The result is an eloquent blend of art and science entitled, BANG! How We Came to Be. Made up of 28 paintings and accompanying text, the book creates an evolutionary timeline beginning with the Big Bang about 13 million years ago and moving forward to the present. The final painting depicts an embryo that shows how similar all vertebrates appear at that early stage of life.

Along the way, Rubino covers the formation of stars and galaxies; the origin of our solar system and the earth; the epochal march of life from single-celled organisms through bacteria, insects, fish, dinosaurs, birds, and early mammals; to the evolution of the first humans from their simian cousins. It’s all here, in an easy-to-understand guide, an ideal source for parents looking to present a scientific worldview for their children.

Yes, it seems a bit ironic how a book that will become Rubino’s legacy is a concise history of evolution and procreation on planet Earth. Throughout the book, he emphasizes the family ties established by genetics that link the human race to every other form of life. “We’re all related,” he says, possibly acknowledging his own contribution to the human gene pool. Another irony is the many text pages that include “illuminated” letters, much the way early versions of The Bible were hand-decorated. Herein lies a much different explanation of mankind’s origin.

Rubino conveys not only the facts but also the excitement of the scientific explanation of our world, from the origin of the universe to the present reality of our planet, teeming with life but threatened by overpopulation and pollution. His affection and concern for all life forms is evident throughout, but especially in this concluding text on the final page:

“We humans differ, in a significant way, from all of the other animals that share planet Earth: we are able to drastically manipulate the environment to suit our needs. Unchecked consumption, pollution, and the clearing of natural habitats for housing and farming, has led to the extinction – the irrevocable loss – of millions of our fellow creatures. We seem to be busy converting all of Earth’s magnificent biodiversity into humans. Billions and billions of humans. But there are definitely things we can do to bring harmony back to our struggling, overburdened world. We can, for starters, reduce our dependence on fossil fuels, conserve energy, recycle waste, and switch to a healthier, more vegetarian diet. As we make this extra effort to protect the air, water, plants, and animals for the sake of our home planet – and for ourselves – we’ll be paving the way for the countless new life forms to come.”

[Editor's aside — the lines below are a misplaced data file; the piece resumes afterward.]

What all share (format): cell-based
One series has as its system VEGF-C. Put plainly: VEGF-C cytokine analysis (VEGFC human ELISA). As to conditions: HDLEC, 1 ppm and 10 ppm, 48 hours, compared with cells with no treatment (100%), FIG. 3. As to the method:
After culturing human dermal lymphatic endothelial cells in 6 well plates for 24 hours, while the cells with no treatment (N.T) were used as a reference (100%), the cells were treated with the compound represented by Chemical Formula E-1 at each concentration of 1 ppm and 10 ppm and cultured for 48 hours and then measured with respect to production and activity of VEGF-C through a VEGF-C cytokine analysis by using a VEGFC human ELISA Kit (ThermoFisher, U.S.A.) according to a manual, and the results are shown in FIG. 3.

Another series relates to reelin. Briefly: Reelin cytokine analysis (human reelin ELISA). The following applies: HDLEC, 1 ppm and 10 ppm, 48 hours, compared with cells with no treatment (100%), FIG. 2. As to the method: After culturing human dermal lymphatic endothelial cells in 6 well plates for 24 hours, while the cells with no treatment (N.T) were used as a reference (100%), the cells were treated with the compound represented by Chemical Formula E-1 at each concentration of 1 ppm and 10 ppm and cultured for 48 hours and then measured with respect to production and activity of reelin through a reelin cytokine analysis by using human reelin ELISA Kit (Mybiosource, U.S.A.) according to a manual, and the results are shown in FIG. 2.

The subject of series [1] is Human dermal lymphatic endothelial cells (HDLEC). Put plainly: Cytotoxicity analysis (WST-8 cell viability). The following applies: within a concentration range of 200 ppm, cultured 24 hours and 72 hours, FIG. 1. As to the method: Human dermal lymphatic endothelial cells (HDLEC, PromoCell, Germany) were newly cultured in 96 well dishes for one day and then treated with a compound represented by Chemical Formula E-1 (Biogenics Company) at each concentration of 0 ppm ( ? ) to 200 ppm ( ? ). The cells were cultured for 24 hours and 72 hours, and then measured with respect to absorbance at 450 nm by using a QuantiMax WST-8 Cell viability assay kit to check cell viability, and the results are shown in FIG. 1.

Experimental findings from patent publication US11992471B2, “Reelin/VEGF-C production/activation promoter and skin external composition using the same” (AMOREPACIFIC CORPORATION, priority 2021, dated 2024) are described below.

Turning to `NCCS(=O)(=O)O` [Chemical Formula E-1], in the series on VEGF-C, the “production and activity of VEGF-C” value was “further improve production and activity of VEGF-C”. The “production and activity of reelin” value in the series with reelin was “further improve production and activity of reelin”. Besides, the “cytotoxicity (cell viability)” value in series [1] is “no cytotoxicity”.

Simple but brilliant in its straightforward style, Rubino's passion for the topic and talent for painting combine to create a classic book that deserves a wide audience and great acclaim.

* * * * *

“Where do I come from? Why does anything exist? For too long, young minds have been fobbed off with traditional answers, which are not only false but actually rather boring compared with the truth. Michael Rubino tells the true story – which means the scientific story – illustrated with his captivating paintings. Children will be fascinated by this book, and they'll use it to educate their parents.”– Richard Dawkins, cover quote for BANG!

BANG! How We Came to Be Written and illustrated by Michael Rubino Published by Prometheus Books • October 2011 70 pages • Paperback • $17 • Also available in ebook format ISBN 978-1-61614-472-2